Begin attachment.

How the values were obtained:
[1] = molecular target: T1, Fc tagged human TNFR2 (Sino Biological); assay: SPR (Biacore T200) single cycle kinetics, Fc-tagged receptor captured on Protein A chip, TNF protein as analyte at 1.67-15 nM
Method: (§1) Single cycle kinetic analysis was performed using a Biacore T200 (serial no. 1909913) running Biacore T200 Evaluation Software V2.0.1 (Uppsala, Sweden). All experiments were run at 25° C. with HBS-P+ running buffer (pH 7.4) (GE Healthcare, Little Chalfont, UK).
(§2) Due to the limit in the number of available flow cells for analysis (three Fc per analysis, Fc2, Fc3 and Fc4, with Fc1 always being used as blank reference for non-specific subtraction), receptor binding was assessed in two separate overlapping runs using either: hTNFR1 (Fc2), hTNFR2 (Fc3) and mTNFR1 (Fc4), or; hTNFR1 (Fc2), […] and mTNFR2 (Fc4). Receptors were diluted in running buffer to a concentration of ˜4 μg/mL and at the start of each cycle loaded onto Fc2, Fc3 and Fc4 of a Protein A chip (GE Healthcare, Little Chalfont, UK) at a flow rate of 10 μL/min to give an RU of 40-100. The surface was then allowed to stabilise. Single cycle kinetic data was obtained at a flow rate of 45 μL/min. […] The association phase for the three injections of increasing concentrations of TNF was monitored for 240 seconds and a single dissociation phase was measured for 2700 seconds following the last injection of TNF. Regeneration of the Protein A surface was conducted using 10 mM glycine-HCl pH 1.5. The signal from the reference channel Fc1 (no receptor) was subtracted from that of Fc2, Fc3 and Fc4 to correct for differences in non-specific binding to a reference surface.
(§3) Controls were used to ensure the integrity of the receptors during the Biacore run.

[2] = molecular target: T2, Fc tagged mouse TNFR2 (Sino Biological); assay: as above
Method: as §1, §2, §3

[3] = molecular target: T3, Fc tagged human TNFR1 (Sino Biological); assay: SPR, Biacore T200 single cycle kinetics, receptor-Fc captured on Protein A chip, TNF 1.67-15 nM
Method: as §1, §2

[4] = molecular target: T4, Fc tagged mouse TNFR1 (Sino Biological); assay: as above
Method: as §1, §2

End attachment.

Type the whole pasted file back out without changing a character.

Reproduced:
How the values were obtained:
[1] = molecular target: T1, Fc tagged human TNFR2 (Sino Biological); assay: SPR (Biacore T200) single cycle kinetics, Fc-tagged receptor captured on Protein A chip, TNF protein as analyte at 1.67-15 nM
Method: (§1) Single cycle kinetic analysis was performed using a Biacore T200 (serial no. 1909913) running Biacore T200 Evaluation Software V2.0.1 (Uppsala, Sweden). All experiments were run at 25° C. with HBS-P+ running buffer (pH 7.4) (GE Healthcare, Little Chalfont, UK).
(§2) Due to the limit in the number of available flow cells for analysis (three Fc per analysis, Fc2, Fc3 and Fc4, with Fc1 always being used as blank reference for non-specific subtraction), receptor binding was assessed in two separate overlapping runs using either: hTNFR1 (Fc2), hTNFR2 (Fc3) and mTNFR1 (Fc4), or; hTNFR1 (Fc2), […] and mTNFR2 (Fc4). Receptors were diluted in running buffer to a concentration of ˜4 μg/mL and at the start of each cycle loaded onto Fc2, Fc3 and Fc4 of a Protein A chip (GE Healthcare, Little Chalfont, UK) at a flow rate of 10 μL/min to give an RU of 40-100. The surface was then allowed to stabilise. Single cycle kinetic data was obtained at a flow rate of 45 μL/min. […] The association phase for the three injections of increasing concentrations of TNF was monitored for 240 seconds and a single dissociation phase was measured for 2700 seconds following the last injection of TNF. Regeneration of the Protein A surface was conducted using 10 mM glycine-HCl pH 1.5. The signal from the reference channel Fc1 (no receptor) was subtracted from that of Fc2, Fc3 and Fc4 to correct for differences in non-specific binding to a reference surface.
(§3) Controls were used to ensure the integrity of the receptors during the Biacore run.

[2] = molecular target: T2, Fc tagged mouse TNFR2 (Sino Biological); assay: as above
Method: as §1, §2, §3

[3] = molecular target: T3, Fc tagged human TNFR1 (Sino Biological); assay: SPR, Biacore T200 single cycle kinetics, receptor-Fc captured on Protein A chip, TNF 1.67-15 nM
Method: as §1, §2

[4] = molecular target: T4, Fc tagged mouse TNFR1 (Sino Biological); assay: as above
Method: as §1, §2